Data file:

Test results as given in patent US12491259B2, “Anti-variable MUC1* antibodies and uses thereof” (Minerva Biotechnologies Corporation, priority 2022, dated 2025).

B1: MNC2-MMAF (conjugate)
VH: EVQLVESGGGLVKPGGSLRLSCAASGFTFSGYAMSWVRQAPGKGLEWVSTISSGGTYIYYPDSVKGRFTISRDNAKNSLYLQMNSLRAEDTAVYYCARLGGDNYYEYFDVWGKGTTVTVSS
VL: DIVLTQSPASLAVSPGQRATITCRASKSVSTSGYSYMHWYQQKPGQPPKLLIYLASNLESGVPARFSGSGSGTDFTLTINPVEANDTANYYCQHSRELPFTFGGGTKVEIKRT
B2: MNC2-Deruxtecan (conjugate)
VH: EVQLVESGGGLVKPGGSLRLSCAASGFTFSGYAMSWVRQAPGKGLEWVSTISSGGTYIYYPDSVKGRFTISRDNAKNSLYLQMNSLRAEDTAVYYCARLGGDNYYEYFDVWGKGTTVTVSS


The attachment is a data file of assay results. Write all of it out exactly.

Test results as given in patent US12491259B2, “Anti-variable MUC1* antibodies and uses thereof” (Minerva Biotechnologies Corporation, priority 2022, dated 2025).

B1: MNC2-MMAF (conjugate)
VH: EVQLVESGGGLVKPGGSLRLSCAASGFTFSGYAMSWVRQAPGKGLEWVSTISSGGTYIYYPDSVKGRFTISRDNAKNSLYLQMNSLRAEDTAVYYCARLGGDNYYEYFDVWGKGTTVTVSS
VL: DIVLTQSPASLAVSPGQRATITCRASKSVSTSGYSYMHWYQQKPGQPPKLLIYLASNLESGVPARFSGSGSGTDFTLTINPVEANDTANYYCQHSRELPFTFGGGTKVEIKRT
B2: MNC2-Deruxtecan (conjugate)
VH: EVQLVESGGGLVKPGGSLRLSCAASGFTFSGYAMSWVRQAPGKGLEWVSTISSGGTYIYYPDSVKGRFTISRDNAKNSLYLQMNSLRAEDTAVYYCARLGGDNYYEYFDVWGKGTTVTVSS